EM: So, anything above the ground on the plant, which is covered in microbes, is called the phyllosphere—the biosphere is all living things on the earth, the phyllosphere includes all living things on the surface of the plant. That could include yeast, it could be plant pathogens that can cause the leaf to break down or rot, it could be bacteria that improve the health of the plant by competing with pathogens, it could be tiny single-cell organisms living and interacting with the plant—there’s a whole tiny microscopic world.

CI: What do you hope to learn from this research? How do you hope your findings will be applied to food systems or even food consumers like us?

EM: In some of my pilot studies, I learned that if you plant cabbages at different sites, you end of up with different lactic acid bacteria. So if you’re a sauerkraut producer and you use cabbages from one farm and then compared your sauerkraut to cabbages from a second farm, you might have a different end product. Really understanding what bacteria are present and how they’re getting onto the cabbage could help provide consistency in end products or help growers or sauerkraut producers understand the bacteria and can ensure that there are sufficient lactic acid bacteria to ferment the cabbage.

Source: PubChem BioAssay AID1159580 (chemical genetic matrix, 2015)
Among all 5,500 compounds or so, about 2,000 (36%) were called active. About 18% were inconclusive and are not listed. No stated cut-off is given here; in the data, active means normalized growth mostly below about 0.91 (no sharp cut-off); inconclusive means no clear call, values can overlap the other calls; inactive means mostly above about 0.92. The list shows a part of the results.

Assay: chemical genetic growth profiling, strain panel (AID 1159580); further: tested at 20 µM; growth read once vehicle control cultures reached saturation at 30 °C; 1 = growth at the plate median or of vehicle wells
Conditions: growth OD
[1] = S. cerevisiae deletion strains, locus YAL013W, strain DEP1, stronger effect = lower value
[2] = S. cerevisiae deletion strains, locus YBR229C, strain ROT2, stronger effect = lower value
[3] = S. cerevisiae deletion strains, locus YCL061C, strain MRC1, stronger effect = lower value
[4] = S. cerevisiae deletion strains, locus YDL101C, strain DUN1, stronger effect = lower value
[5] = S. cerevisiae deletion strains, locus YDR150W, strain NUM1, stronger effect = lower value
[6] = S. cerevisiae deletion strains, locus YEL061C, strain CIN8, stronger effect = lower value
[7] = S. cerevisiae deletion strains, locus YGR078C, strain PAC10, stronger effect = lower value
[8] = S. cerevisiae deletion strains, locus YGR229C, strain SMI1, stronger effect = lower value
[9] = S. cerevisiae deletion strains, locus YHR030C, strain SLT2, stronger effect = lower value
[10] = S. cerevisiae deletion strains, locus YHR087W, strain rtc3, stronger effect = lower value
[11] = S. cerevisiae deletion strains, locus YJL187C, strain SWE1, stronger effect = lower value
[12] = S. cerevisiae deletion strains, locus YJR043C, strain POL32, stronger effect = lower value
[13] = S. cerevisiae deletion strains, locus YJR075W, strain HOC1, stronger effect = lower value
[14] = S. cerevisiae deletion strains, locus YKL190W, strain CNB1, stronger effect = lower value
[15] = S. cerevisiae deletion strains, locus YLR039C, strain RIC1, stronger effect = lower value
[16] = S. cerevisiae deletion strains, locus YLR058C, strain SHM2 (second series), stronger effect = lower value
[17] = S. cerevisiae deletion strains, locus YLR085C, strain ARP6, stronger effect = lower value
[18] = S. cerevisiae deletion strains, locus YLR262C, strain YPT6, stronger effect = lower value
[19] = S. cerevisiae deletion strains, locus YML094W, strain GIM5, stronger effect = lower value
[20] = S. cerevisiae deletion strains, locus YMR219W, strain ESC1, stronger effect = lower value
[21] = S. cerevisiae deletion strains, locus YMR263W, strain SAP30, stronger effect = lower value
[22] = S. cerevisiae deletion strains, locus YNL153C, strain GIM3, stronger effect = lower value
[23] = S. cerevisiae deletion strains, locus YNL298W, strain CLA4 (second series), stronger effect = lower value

CI: What tips would you give our readers who are interested in making their own sauerkraut, kimchi, or other fermented goodies at home?

EM: I think the best thing is to just go and do it. I think a lot of people spend time reading about it or worrying about it, but I think you should just go buy a cabbage and do it. If you make sure that your ferment is anaerobic, or completely submerged [in the brine], it shouldn’t have pathogens growing in it at all. If it’s not completely submerged just top it off with a bit of water, or preferably brine, but just make sure that it’s underwater. Just do it is the best tip.